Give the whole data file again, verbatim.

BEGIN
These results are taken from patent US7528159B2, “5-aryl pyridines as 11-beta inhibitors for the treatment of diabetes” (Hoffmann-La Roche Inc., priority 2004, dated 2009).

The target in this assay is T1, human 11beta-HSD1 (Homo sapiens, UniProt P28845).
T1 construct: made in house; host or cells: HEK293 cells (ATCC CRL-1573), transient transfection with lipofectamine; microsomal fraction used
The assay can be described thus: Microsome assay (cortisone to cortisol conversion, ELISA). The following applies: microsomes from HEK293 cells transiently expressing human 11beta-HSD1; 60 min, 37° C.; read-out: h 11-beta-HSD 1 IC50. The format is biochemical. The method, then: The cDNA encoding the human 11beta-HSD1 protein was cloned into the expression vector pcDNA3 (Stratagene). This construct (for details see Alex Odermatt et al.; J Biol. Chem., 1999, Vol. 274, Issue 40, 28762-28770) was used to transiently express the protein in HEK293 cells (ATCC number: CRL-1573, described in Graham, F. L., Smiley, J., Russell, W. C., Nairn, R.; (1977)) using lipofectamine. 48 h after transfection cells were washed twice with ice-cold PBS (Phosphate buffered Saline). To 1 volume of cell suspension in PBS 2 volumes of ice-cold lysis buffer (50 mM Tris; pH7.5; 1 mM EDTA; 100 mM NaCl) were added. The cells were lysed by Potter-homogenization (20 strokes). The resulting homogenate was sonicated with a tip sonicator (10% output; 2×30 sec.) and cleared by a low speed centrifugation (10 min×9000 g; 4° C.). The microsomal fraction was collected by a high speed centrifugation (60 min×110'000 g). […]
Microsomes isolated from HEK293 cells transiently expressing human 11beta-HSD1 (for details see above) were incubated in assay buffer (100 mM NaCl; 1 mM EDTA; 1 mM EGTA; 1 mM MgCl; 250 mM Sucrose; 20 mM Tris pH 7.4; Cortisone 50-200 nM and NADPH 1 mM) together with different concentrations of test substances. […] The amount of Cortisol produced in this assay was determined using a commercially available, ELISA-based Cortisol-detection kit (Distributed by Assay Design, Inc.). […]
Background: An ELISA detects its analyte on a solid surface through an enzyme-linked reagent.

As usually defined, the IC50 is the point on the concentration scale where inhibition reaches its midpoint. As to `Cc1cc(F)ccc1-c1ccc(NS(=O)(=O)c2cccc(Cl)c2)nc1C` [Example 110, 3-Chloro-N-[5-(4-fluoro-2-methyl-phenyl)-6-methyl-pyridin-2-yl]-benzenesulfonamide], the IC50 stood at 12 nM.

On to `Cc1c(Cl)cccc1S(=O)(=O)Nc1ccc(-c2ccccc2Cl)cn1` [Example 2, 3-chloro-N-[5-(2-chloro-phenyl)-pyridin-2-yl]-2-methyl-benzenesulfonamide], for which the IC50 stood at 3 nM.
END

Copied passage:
These results are taken from patent US7528159B2, “5-aryl pyridines as 11-beta inhibitors for the treatment of diabetes” (Hoffmann-La Roche Inc., priority 2004, dated 2009).

The target in this assay is T1, human 11beta-HSD1 (Homo sapiens, UniProt P28845).
T1 construct: made in house; host or cells: HEK293 cells (ATCC CRL-1573), transient transfection with lipofectamine; microsomal fraction used
The assay can be described thus: Microsome assay (cortisone to cortisol conversion, ELISA). The following applies: microsomes from HEK293 cells transiently expressing human 11beta-HSD1; 60 min, 37° C.; read-out: h 11-beta-HSD 1 IC50. The format is biochemical. The method, then: The cDNA encoding the human 11beta-HSD1 protein was cloned into the expression vector pcDNA3 (Stratagene). This construct (for details see Alex Odermatt et al.; J Biol. Chem., 1999, Vol. 274, Issue 40, 28762-28770) was used to transiently express the protein in HEK293 cells (ATCC number: CRL-1573, described in Graham, F. L., Smiley, J., Russell, W. C., Nairn, R.; (1977)) using lipofectamine. 48 h after transfection cells were washed twice with ice-cold PBS (Phosphate buffered Saline). To 1 volume of cell suspension in PBS 2 volumes of ice-cold lysis buffer (50 mM Tris; pH7.5; 1 mM EDTA; 100 mM NaCl) were added. The cells were lysed by Potter-homogenization (20 strokes). The resulting homogenate was sonicated with a tip sonicator (10% output; 2×30 sec.) and cleared by a low speed centrifugation (10 min×9000 g; 4° C.). The microsomal fraction was collected by a high speed centrifugation (60 min×110'000 g). […]
Microsomes isolated from HEK293 cells transiently expressing human 11beta-HSD1 (for details see above) were incubated in assay buffer (100 mM NaCl; 1 mM EDTA; 1 mM EGTA; 1 mM MgCl; 250 mM Sucrose; 20 mM Tris pH 7.4; Cortisone 50-200 nM and NADPH 1 mM) together with different concentrations of test substances. […] The amount of Cortisol produced in this assay was determined using a commercially available, ELISA-based Cortisol-detection kit (Distributed by Assay Design, Inc.). […]
Background: An ELISA detects its analyte on a solid surface through an enzyme-linked reagent.

As usually defined, the IC50 is the point on the concentration scale where inhibition reaches its midpoint. As to `Cc1cc(F)ccc1-c1ccc(NS(=O)(=O)c2cccc(Cl)c2)nc1C` [Example 110, 3-Chloro-N-[5-(4-fluoro-2-methyl-phenyl)-6-methyl-pyridin-2-yl]-benzenesulfonamide], the IC50 stood at 12 nM.

On to `Cc1c(Cl)cccc1S(=O)(=O)Nc1ccc(-c2ccccc2Cl)cn1` [Example 2, 3-chloro-N-[5-(2-chloro-phenyl)-pyridin-2-yl]-2-methyl-benzenesulfonamide], for which the IC50 stood at 3 nM.